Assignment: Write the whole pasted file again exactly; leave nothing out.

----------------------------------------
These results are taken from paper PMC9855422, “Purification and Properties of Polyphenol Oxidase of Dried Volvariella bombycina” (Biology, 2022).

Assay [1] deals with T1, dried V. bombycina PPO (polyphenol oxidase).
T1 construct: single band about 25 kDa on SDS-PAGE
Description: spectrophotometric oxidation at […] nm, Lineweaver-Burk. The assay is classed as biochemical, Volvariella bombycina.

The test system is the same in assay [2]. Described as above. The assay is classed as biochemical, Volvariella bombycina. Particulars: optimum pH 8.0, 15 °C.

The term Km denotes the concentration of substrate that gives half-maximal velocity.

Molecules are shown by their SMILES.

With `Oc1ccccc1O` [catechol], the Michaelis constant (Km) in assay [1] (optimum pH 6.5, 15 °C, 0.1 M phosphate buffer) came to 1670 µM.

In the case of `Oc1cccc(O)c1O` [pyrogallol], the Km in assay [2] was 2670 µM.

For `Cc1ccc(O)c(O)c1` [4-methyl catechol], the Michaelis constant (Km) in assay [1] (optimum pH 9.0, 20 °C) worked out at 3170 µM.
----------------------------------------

These results are taken from paper PMC9855422, “Purification and Properties of Polyphenol Oxidase of Dried Volvariella bombycina” (Biology, 2022).

Assay [1] deals with T1, dried V. bombycina PPO (polyphenol oxidase).
T1 construct: single band about 25 kDa on SDS-PAGE
Description: spectrophotometric oxidation at […] nm, Lineweaver-Burk. The assay is classed as biochemical, Volvariella bombycina.

The test system is the same in assay [2]. Described as above. The assay is classed as biochemical, Volvariella bombycina. Particulars: optimum pH 8.0, 15 °C.

The term Km denotes the concentration of substrate that gives half-maximal velocity.

Molecules are shown by their SMILES.

With `Oc1ccccc1O` [catechol], the Michaelis constant (Km) in assay [1] (optimum pH 6.5, 15 °C, 0.1 M phosphate buffer) came to 1670 µM.

In the case of `Oc1cccc(O)c1O` [pyrogallol], the Km in assay [2] was 2670 µM.

For `Cc1ccc(O)c(O)c1` [4-methyl catechol], the Michaelis constant (Km) in assay [1] (optimum pH 9.0, 20 °C) worked out at 3170 µM.